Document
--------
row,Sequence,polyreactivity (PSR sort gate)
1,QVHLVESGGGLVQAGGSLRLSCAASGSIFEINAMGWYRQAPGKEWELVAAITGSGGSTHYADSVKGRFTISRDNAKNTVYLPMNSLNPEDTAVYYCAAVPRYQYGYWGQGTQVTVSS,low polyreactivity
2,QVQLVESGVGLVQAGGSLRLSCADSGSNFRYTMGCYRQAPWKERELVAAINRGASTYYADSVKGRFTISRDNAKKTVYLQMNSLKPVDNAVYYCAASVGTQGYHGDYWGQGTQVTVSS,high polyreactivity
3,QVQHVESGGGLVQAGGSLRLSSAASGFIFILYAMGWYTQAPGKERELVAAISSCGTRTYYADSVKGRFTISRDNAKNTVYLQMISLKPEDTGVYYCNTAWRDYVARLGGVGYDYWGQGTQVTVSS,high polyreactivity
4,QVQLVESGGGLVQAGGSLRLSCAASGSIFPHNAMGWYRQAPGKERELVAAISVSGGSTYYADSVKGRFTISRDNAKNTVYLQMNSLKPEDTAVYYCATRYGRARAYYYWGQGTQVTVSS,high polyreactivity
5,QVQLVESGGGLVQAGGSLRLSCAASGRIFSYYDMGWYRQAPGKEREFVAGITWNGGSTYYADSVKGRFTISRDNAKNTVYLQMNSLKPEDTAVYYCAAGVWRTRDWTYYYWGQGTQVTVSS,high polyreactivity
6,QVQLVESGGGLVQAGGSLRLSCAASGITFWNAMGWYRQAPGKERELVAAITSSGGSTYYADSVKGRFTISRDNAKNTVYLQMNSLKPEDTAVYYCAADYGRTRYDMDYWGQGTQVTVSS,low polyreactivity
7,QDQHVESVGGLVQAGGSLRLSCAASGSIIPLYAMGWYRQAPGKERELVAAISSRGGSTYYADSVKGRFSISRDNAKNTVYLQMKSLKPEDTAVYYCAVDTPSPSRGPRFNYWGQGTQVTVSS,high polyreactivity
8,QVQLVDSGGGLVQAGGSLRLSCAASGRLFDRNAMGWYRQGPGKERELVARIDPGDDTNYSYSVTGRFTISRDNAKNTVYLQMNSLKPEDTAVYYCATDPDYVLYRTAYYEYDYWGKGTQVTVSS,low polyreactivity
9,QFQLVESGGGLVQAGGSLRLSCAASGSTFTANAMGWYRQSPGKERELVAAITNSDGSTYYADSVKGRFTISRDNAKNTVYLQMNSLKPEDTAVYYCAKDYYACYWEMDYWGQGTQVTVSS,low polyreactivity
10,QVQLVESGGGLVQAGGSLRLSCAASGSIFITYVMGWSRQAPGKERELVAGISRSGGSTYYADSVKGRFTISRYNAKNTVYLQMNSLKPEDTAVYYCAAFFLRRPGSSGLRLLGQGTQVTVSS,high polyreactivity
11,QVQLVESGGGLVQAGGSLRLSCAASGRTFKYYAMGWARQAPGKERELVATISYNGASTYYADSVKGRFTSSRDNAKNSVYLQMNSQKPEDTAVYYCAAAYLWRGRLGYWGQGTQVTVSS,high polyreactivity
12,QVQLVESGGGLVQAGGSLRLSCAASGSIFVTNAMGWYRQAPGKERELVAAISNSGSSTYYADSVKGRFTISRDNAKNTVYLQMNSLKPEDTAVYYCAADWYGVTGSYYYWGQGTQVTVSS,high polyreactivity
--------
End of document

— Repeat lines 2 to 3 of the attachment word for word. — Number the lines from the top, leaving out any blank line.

1,QVHLVESGGGLVQAGGSLRLSCAASGSIFEINAMGWYRQAPGKEWELVAAITGSGGSTHYADSVKGRFTISRDNAKNTVYLPMNSLNPEDTAVYYCAAVPRYQYGYWGQGTQVTVSS,low polyreactivity
2,QVQLVESGVGLVQAGGSLRLSCADSGSNFRYTMGCYRQAPWKERELVAAINRGASTYYADSVKGRFTISRDNAKKTVYLQMNSLKPVDNAVYYCAASVGTQGYHGDYWGQGTQVTVSS,high polyreactivity